Let’s talk shop? Tell us more about your career, what can you share with our community?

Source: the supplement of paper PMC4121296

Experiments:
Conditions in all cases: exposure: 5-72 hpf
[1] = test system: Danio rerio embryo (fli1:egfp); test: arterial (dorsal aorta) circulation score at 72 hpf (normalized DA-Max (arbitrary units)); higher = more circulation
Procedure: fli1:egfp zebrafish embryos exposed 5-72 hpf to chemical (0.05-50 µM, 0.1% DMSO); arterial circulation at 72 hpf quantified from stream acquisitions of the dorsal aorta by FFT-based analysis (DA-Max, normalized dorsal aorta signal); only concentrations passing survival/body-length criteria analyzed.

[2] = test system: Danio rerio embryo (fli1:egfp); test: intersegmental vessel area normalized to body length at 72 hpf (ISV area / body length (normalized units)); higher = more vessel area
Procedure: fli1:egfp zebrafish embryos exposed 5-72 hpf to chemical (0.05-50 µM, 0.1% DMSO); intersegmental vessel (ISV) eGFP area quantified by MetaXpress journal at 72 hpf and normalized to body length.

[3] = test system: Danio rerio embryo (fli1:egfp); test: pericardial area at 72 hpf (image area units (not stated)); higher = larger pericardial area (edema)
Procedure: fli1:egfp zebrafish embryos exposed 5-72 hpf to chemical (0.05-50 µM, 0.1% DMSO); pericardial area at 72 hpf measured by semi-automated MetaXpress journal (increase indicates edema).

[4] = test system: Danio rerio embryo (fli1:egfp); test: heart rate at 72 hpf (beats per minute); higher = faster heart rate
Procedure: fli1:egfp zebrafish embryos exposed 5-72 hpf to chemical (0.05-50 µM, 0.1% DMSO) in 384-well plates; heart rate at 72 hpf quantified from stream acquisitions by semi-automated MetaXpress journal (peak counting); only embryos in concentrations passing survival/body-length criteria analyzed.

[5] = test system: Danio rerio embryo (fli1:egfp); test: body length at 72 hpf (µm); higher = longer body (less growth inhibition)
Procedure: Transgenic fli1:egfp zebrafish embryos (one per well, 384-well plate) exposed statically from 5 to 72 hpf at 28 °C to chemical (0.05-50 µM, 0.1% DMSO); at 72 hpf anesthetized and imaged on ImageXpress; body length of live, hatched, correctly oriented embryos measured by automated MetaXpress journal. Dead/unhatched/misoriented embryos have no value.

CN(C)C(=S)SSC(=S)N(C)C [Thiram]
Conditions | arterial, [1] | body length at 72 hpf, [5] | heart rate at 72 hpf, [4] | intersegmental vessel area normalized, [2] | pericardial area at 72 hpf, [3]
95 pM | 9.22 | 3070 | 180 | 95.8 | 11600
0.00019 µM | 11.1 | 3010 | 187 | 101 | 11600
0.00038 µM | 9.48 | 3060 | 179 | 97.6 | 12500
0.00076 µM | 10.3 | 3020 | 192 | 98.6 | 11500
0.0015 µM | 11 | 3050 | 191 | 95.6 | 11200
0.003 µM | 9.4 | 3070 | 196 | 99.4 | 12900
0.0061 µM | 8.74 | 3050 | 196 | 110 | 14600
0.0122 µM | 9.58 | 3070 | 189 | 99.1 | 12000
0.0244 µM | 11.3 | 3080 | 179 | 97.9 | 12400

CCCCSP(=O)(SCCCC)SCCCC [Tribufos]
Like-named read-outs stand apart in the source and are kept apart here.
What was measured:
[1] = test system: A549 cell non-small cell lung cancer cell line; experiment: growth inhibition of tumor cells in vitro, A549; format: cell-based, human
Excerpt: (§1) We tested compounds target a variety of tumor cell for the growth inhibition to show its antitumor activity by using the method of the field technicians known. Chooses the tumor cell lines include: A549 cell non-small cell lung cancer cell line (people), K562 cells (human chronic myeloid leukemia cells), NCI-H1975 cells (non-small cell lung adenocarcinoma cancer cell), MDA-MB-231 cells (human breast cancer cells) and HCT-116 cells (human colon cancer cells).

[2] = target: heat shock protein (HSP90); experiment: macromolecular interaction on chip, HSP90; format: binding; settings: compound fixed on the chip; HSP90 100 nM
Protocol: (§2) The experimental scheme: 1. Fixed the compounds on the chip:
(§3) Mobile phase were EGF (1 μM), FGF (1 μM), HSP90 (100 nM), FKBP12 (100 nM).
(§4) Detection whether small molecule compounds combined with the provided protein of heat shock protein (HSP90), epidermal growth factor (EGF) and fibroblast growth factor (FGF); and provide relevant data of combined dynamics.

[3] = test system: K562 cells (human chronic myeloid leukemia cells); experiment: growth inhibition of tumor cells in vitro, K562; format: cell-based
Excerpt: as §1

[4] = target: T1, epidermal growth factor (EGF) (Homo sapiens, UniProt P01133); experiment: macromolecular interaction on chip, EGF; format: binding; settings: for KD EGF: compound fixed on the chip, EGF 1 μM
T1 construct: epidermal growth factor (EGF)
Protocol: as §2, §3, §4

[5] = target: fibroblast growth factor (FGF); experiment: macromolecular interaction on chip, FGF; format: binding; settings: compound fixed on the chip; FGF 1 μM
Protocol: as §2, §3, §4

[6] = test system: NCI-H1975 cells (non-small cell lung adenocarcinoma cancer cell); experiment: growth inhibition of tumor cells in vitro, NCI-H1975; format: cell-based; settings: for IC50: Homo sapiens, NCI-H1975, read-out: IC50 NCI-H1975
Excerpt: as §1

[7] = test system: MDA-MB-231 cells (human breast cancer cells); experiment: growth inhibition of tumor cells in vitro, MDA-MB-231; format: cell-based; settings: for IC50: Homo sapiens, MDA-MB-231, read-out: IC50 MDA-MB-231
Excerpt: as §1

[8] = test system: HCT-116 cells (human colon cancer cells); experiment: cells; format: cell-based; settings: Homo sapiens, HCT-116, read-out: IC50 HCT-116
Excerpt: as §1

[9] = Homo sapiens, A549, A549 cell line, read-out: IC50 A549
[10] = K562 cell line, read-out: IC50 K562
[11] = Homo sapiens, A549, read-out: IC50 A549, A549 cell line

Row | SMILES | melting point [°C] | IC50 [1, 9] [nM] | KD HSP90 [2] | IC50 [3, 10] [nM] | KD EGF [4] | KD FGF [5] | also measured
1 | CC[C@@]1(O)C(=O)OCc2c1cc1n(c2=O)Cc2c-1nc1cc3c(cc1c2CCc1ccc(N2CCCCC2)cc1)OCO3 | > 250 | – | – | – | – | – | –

I’m most proud of the flexibility and adaptability I mentioned. For example, when COVID first hit and quarantine went into full effect, going into someone’s home for a photoshoot was out of the question. For that time, I shifted to shooting for more lifestyle brands and products for brands like Waikea water and Nomadica wine, shooting a number of projects I’m incredibly proud of even though they’re outside my normal subject matter of interiors and architecture. That adaptability I think comes from my range of professional experience and is actually what sets me apart as an interior photographer. My combination of experience – I have a background studying historic preservation, architecture, design, which allows me to imbue my photographic work with, not only beauty, but a strong sense of context and story, as well. Additionally, prior to launching my photography studio I spent many years in digital media and marketing, creating custom ad campaigns and integrated content for Fortune 500 companies and also serving as Head of Content at a real estate startup; I take my knowledge of what photos make people stop scrolling, and the kinds of stories that interest readers and publications, alike, with me into my photographic work; it informs everything from the way to style a home or hotel for a photoshoot, to brand strategy and art direction for lifestyle brand shoots. It’s all in service helping our clients showcase their work and build exciting and engaging brands. What I’m most excited about in the year ahead is getting to work with a number of new designers, exploring their aesthetics and challenging myself photographing some really exciting spaces.